Circulating Coins


The American Women Quarters™ Program is the current U.S. 25-cent coin program, spanning 2022 to 2025. The obverse (heads) shows a right-facing portrait of George Washington. The reverse (tails) features five designs each year honoring American women and their contributions.

The first quarter made by the U.S. Mint in 1796 was silver. The designs from 1796 to 1930 showed Liberty on the obverse and an eagle on the reverse.

From 1916 to 1930, the Mint produced the “Standing Liberty” quarter designed by Hermon A. MacNeil. The early 20th century brought some of our country’s most iconic coin designs, including this quarter. The obverse featured the figure of Liberty stepping through the opening in a wall. She held a shield in one hand and an olive branch in the other. The reverse depicted an eagle in flight.

In 1932, an image of George Washington designed by John Flanagan replaced Liberty on the obverse of the quarter. The design change honored Washington’s 200th birthday. From 1932 to 1998, the reverse featured an eagle with wings spread, standing on a bundle of arrows with olive branches beneath it. In 1965, the Mint removed silver from the quarter and the composition became copper-nickel clad.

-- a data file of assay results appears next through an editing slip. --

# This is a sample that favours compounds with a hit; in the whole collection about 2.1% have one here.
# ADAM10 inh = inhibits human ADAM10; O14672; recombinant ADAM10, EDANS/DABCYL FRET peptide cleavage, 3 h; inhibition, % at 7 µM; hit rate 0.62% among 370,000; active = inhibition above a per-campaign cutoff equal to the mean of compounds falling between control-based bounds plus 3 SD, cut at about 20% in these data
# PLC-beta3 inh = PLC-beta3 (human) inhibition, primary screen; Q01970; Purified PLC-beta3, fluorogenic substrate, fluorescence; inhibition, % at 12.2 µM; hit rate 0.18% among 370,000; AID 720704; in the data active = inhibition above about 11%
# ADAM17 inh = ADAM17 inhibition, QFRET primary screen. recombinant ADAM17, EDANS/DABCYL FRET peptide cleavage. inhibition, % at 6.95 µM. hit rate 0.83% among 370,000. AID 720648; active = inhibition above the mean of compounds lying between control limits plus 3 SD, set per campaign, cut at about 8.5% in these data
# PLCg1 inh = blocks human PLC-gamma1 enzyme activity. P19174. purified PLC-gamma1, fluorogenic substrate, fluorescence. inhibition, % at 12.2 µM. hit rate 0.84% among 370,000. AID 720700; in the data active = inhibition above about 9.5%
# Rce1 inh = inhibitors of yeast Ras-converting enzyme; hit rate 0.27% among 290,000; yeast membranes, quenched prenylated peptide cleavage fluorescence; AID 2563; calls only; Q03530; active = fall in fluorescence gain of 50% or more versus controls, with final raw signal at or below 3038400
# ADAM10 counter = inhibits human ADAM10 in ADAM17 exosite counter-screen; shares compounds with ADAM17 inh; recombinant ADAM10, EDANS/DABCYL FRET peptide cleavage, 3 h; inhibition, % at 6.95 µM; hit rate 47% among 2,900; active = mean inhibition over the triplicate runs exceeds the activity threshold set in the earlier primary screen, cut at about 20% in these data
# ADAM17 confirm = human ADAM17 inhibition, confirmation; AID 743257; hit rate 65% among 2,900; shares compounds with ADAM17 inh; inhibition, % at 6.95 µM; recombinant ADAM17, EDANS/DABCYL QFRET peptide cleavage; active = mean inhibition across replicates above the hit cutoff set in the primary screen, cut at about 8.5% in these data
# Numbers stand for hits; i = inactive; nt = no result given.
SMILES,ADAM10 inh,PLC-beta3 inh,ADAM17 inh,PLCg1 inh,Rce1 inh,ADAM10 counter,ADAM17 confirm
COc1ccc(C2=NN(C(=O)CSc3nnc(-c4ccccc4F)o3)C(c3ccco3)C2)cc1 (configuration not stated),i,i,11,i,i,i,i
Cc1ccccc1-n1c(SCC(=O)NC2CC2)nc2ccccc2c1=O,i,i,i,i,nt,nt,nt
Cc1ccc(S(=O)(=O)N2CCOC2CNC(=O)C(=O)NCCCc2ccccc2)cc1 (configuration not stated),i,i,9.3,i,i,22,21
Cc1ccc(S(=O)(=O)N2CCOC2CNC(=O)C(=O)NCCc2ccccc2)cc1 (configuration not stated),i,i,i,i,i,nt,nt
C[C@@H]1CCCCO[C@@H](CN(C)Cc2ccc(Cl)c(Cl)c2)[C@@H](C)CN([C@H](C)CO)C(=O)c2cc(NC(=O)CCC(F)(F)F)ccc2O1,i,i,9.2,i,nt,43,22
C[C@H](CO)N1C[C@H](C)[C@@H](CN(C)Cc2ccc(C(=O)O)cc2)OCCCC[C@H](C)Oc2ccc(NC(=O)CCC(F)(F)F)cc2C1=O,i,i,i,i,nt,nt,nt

In 1975 and 1976, the Mint celebrated the bicentennial of the Declaration of Independence with a temporary reverse design. The “Bicentennial” quarter shows a colonial drummer and a victory torch circled by 13 stars, representing the 13 original colonies. It is impossible to tell a quarter minted in 1975 from one in 1976, as all are inscribed with “1776-1976”.

From 1999 to 2008, the reverse design changed five times a year through the 50 State Quarters Program. It was the Mint’s first circulating coin program. More quarter programs followed:

Other Circulating Coins:

Penny | Nickel | Dime | Half Dollar

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Obverse (heads): Shows a right-facing portrait of George Washington, originally sculpted by Laura Gardin Fraser for the 1932 quarter.

Reverse (tails): Depicts different American women through the American Women Quarters™ Program.

Obverse Inscriptions

  • Year

Reverse Inscriptions

  • Honoree's name

Mint and Mint Mark


Composition Weight Diameter Thickness Edge No. of Reeds
8.33% Ni
Balance Cu
5.670 g
0.955 in.
24.26 mm
1.75 mm Reeded 119

The Mint makes the quarter for circulation, as well as uncirculated and proof finishes for collecting. The Denver and Philadelphia Mint facilities make the circulating and uncirculated coins and the San Francisco Mint makes the proof coins.

Related Information

Content last reviewed December 9, 2022

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